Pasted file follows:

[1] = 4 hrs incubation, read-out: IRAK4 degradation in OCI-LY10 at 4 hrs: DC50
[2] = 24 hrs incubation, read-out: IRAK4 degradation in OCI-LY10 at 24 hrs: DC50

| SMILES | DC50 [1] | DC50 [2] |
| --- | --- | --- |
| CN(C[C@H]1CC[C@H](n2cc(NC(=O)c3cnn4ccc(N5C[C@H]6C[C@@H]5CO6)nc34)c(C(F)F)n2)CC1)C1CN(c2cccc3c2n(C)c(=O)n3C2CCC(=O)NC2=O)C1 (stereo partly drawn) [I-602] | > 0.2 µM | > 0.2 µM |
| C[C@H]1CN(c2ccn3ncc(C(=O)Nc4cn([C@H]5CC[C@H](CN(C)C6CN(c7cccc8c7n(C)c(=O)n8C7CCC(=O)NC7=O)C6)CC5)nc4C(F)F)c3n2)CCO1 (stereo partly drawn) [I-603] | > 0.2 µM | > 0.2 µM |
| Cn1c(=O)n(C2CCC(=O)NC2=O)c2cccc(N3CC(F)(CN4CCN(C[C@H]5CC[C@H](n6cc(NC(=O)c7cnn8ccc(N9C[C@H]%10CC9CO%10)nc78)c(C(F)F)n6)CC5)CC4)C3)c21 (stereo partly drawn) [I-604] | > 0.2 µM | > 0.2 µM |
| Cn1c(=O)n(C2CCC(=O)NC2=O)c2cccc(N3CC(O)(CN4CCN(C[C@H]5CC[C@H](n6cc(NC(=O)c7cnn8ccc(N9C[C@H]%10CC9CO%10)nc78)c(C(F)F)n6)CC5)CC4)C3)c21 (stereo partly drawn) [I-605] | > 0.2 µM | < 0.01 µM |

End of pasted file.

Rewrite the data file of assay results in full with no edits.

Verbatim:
[1] = 4 hrs incubation, read-out: IRAK4 degradation in OCI-LY10 at 4 hrs: DC50
[2] = 24 hrs incubation, read-out: IRAK4 degradation in OCI-LY10 at 24 hrs: DC50

| SMILES | DC50 [1] | DC50 [2] |
| --- | --- | --- |
| CN(C[C@H]1CC[C@H](n2cc(NC(=O)c3cnn4ccc(N5C[C@H]6C[C@@H]5CO6)nc34)c(C(F)F)n2)CC1)C1CN(c2cccc3c2n(C)c(=O)n3C2CCC(=O)NC2=O)C1 (stereo partly drawn) [I-602] | > 0.2 µM | > 0.2 µM |
| C[C@H]1CN(c2ccn3ncc(C(=O)Nc4cn([C@H]5CC[C@H](CN(C)C6CN(c7cccc8c7n(C)c(=O)n8C7CCC(=O)NC7=O)C6)CC5)nc4C(F)F)c3n2)CCO1 (stereo partly drawn) [I-603] | > 0.2 µM | > 0.2 µM |
| Cn1c(=O)n(C2CCC(=O)NC2=O)c2cccc(N3CC(F)(CN4CCN(C[C@H]5CC[C@H](n6cc(NC(=O)c7cnn8ccc(N9C[C@H]%10CC9CO%10)nc78)c(C(F)F)n6)CC5)CC4)C3)c21 (stereo partly drawn) [I-604] | > 0.2 µM | > 0.2 µM |
| Cn1c(=O)n(C2CCC(=O)NC2=O)c2cccc(N3CC(O)(CN4CCN(C[C@H]5CC[C@H](n6cc(NC(=O)c7cnn8ccc(N9C[C@H]%10CC9CO%10)nc78)c(C(F)F)n6)CC5)CC4)C3)c21 (stereo partly drawn) [I-605] | > 0.2 µM | < 0.01 µM |